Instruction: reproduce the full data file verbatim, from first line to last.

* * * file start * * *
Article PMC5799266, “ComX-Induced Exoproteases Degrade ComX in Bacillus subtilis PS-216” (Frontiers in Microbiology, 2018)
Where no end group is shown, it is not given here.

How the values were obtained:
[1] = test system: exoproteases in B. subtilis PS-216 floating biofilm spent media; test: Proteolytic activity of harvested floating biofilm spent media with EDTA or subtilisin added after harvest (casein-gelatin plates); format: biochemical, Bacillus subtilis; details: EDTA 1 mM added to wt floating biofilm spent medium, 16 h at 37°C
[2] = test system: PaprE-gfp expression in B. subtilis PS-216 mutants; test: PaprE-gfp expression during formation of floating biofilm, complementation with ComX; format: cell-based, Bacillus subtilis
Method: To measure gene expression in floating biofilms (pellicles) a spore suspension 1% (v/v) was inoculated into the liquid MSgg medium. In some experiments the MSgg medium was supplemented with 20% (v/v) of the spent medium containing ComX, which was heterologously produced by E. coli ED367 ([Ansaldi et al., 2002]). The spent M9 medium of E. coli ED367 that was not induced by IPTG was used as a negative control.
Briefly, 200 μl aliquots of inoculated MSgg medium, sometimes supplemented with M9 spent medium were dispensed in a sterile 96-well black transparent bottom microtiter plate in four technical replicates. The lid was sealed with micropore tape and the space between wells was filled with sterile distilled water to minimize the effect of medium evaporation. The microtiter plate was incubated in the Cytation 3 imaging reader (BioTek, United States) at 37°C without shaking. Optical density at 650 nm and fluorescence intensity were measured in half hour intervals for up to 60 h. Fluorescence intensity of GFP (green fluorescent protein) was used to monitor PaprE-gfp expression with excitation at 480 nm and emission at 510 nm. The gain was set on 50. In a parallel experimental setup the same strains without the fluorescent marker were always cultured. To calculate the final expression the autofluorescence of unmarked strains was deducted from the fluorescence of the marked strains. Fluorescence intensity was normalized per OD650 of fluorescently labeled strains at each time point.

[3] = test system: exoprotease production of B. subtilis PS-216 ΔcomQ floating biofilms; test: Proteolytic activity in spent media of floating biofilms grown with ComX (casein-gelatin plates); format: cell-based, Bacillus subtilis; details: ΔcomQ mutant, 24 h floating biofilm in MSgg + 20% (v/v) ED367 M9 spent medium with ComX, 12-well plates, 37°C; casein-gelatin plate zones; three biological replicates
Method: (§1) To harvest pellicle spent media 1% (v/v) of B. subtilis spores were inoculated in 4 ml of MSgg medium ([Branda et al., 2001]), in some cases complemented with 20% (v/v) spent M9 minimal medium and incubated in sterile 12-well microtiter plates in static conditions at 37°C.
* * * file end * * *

Article PMC5799266, “ComX-Induced Exoproteases Degrade ComX in Bacillus subtilis PS-216” (Frontiers in Microbiology, 2018)
Where no end group is shown, it is not given here.

How the values were obtained:
[1] = test system: exoproteases in B. subtilis PS-216 floating biofilm spent media; test: Proteolytic activity of harvested floating biofilm spent media with EDTA or subtilisin added after harvest (casein-gelatin plates); format: biochemical, Bacillus subtilis; details: EDTA 1 mM added to wt floating biofilm spent medium, 16 h at 37°C
[2] = test system: PaprE-gfp expression in B. subtilis PS-216 mutants; test: PaprE-gfp expression during formation of floating biofilm, complementation with ComX; format: cell-based, Bacillus subtilis
Method: To measure gene expression in floating biofilms (pellicles) a spore suspension 1% (v/v) was inoculated into the liquid MSgg medium. In some experiments the MSgg medium was supplemented with 20% (v/v) of the spent medium containing ComX, which was heterologously produced by E. coli ED367 ([Ansaldi et al., 2002]). The spent M9 medium of E. coli ED367 that was not induced by IPTG was used as a negative control.
Briefly, 200 μl aliquots of inoculated MSgg medium, sometimes supplemented with M9 spent medium were dispensed in a sterile 96-well black transparent bottom microtiter plate in four technical replicates. The lid was sealed with micropore tape and the space between wells was filled with sterile distilled water to minimize the effect of medium evaporation. The microtiter plate was incubated in the Cytation 3 imaging reader (BioTek, United States) at 37°C without shaking. Optical density at 650 nm and fluorescence intensity were measured in half hour intervals for up to 60 h. Fluorescence intensity of GFP (green fluorescent protein) was used to monitor PaprE-gfp expression with excitation at 480 nm and emission at 510 nm. The gain was set on 50. In a parallel experimental setup the same strains without the fluorescent marker were always cultured. To calculate the final expression the autofluorescence of unmarked strains was deducted from the fluorescence of the marked strains. Fluorescence intensity was normalized per OD650 of fluorescently labeled strains at each time point.

[3] = test system: exoprotease production of B. subtilis PS-216 ΔcomQ floating biofilms; test: Proteolytic activity in spent media of floating biofilms grown with ComX (casein-gelatin plates); format: cell-based, Bacillus subtilis; details: ΔcomQ mutant, 24 h floating biofilm in MSgg + 20% (v/v) ED367 M9 spent medium with ComX, 12-well plates, 37°C; casein-gelatin plate zones; three biological replicates
Method: (§1) To harvest pellicle spent media 1% (v/v) of B. subtilis spores were inoculated in 4 ml of MSgg medium ([Branda et al., 2001]), in some cases complemented with 20% (v/v) spent M9 minimal medium and incubated in sterile 12-well microtiter plates in static conditions at 37°C.